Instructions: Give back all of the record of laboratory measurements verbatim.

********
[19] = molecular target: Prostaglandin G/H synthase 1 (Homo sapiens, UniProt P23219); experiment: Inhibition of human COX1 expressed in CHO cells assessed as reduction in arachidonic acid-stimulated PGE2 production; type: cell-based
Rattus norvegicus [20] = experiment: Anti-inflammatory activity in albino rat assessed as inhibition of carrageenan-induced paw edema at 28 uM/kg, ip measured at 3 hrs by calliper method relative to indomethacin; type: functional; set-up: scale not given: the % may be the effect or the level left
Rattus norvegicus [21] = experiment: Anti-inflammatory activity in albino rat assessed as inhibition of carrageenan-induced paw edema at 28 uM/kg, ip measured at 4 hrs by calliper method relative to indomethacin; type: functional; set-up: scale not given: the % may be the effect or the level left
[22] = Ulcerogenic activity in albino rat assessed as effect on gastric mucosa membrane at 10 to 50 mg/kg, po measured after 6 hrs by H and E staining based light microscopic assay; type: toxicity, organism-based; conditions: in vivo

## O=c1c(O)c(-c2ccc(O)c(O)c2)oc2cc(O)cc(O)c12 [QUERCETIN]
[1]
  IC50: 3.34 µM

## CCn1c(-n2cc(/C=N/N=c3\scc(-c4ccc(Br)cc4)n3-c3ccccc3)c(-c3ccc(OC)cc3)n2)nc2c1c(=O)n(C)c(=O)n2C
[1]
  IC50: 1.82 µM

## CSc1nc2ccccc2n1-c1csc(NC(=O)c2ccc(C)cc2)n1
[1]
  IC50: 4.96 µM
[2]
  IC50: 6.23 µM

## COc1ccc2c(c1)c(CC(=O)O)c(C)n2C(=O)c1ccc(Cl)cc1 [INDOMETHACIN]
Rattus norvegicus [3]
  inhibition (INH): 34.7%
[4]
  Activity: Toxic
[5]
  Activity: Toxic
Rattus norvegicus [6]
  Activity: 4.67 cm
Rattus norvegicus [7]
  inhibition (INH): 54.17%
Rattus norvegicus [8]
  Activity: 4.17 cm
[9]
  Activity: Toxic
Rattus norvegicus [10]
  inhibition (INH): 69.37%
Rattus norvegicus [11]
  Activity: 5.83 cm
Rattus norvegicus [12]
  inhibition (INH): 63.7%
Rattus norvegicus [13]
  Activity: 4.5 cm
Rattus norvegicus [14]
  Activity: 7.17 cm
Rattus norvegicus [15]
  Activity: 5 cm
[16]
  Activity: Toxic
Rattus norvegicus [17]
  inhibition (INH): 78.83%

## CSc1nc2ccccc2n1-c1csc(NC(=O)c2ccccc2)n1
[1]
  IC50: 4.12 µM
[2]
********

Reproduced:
[19] = molecular target: Prostaglandin G/H synthase 1 (Homo sapiens, UniProt P23219); experiment: Inhibition of human COX1 expressed in CHO cells assessed as reduction in arachidonic acid-stimulated PGE2 production; type: cell-based
Rattus norvegicus [20] = experiment: Anti-inflammatory activity in albino rat assessed as inhibition of carrageenan-induced paw edema at 28 uM/kg, ip measured at 3 hrs by calliper method relative to indomethacin; type: functional; set-up: scale not given: the % may be the effect or the level left
Rattus norvegicus [21] = experiment: Anti-inflammatory activity in albino rat assessed as inhibition of carrageenan-induced paw edema at 28 uM/kg, ip measured at 4 hrs by calliper method relative to indomethacin; type: functional; set-up: scale not given: the % may be the effect or the level left
[22] = Ulcerogenic activity in albino rat assessed as effect on gastric mucosa membrane at 10 to 50 mg/kg, po measured after 6 hrs by H and E staining based light microscopic assay; type: toxicity, organism-based; conditions: in vivo

## O=c1c(O)c(-c2ccc(O)c(O)c2)oc2cc(O)cc(O)c12 [QUERCETIN]
[1]
  IC50: 3.34 µM

## CCn1c(-n2cc(/C=N/N=c3\scc(-c4ccc(Br)cc4)n3-c3ccccc3)c(-c3ccc(OC)cc3)n2)nc2c1c(=O)n(C)c(=O)n2C
[1]
  IC50: 1.82 µM

## CSc1nc2ccccc2n1-c1csc(NC(=O)c2ccc(C)cc2)n1
[1]
  IC50: 4.96 µM
[2]
  IC50: 6.23 µM

## COc1ccc2c(c1)c(CC(=O)O)c(C)n2C(=O)c1ccc(Cl)cc1 [INDOMETHACIN]
Rattus norvegicus [3]
  inhibition (INH): 34.7%
[4]
  Activity: Toxic
[5]
  Activity: Toxic
Rattus norvegicus [6]
  Activity: 4.67 cm
Rattus norvegicus [7]
  inhibition (INH): 54.17%
Rattus norvegicus [8]
  Activity: 4.17 cm
[9]
  Activity: Toxic
Rattus norvegicus [10]
  inhibition (INH): 69.37%
Rattus norvegicus [11]
  Activity: 5.83 cm
Rattus norvegicus [12]
  inhibition (INH): 63.7%
Rattus norvegicus [13]
  Activity: 4.5 cm
Rattus norvegicus [14]
  Activity: 7.17 cm
Rattus norvegicus [15]
  Activity: 5 cm
[16]
  Activity: Toxic
Rattus norvegicus [17]
  inhibition (INH): 78.83%

## CSc1nc2ccccc2n1-c1csc(NC(=O)c2ccccc2)n1
[1]
  IC50: 4.12 µM
[2]